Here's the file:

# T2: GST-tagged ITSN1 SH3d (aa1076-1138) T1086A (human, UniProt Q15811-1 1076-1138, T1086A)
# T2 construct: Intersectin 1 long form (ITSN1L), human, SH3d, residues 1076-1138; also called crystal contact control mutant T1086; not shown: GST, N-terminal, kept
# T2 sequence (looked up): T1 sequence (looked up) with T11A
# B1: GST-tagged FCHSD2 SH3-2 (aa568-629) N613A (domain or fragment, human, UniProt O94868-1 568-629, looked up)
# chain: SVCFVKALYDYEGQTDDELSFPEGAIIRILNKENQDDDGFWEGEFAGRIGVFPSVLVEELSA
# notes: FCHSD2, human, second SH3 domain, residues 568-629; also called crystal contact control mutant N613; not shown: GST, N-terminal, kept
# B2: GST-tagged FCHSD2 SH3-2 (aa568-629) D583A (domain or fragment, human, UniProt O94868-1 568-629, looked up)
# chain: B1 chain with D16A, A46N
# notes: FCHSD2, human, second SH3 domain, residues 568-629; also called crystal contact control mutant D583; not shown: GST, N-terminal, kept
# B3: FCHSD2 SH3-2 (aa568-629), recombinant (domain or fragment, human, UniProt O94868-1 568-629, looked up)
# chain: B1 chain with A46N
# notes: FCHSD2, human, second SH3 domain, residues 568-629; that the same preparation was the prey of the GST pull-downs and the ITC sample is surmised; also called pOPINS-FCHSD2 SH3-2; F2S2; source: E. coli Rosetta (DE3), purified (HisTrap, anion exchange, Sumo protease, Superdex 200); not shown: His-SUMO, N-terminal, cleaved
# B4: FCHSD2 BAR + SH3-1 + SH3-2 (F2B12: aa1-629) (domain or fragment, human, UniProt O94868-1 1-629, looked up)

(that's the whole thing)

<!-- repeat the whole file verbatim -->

# T2: GST-tagged ITSN1 SH3d (aa1076-1138) T1086A (human, UniProt Q15811-1 1076-1138, T1086A)
# T2 construct: Intersectin 1 long form (ITSN1L), human, SH3d, residues 1076-1138; also called crystal contact control mutant T1086; not shown: GST, N-terminal, kept
# T2 sequence (looked up): T1 sequence (looked up) with T11A
# B1: GST-tagged FCHSD2 SH3-2 (aa568-629) N613A (domain or fragment, human, UniProt O94868-1 568-629, looked up)
# chain: SVCFVKALYDYEGQTDDELSFPEGAIIRILNKENQDDDGFWEGEFAGRIGVFPSVLVEELSA
# notes: FCHSD2, human, second SH3 domain, residues 568-629; also called crystal contact control mutant N613; not shown: GST, N-terminal, kept
# B2: GST-tagged FCHSD2 SH3-2 (aa568-629) D583A (domain or fragment, human, UniProt O94868-1 568-629, looked up)
# chain: B1 chain with D16A, A46N
# notes: FCHSD2, human, second SH3 domain, residues 568-629; also called crystal contact control mutant D583; not shown: GST, N-terminal, kept
# B3: FCHSD2 SH3-2 (aa568-629), recombinant (domain or fragment, human, UniProt O94868-1 568-629, looked up)
# chain: B1 chain with A46N
# notes: FCHSD2, human, second SH3 domain, residues 568-629; that the same preparation was the prey of the GST pull-downs and the ITC sample is surmised; also called pOPINS-FCHSD2 SH3-2; F2S2; source: E. coli Rosetta (DE3), purified (HisTrap, anion exchange, Sumo protease, Superdex 200); not shown: His-SUMO, N-terminal, cleaved
# B4: FCHSD2 BAR + SH3-1 + SH3-2 (F2B12: aa1-629) (domain or fragment, human, UniProt O94868-1 1-629, looked up)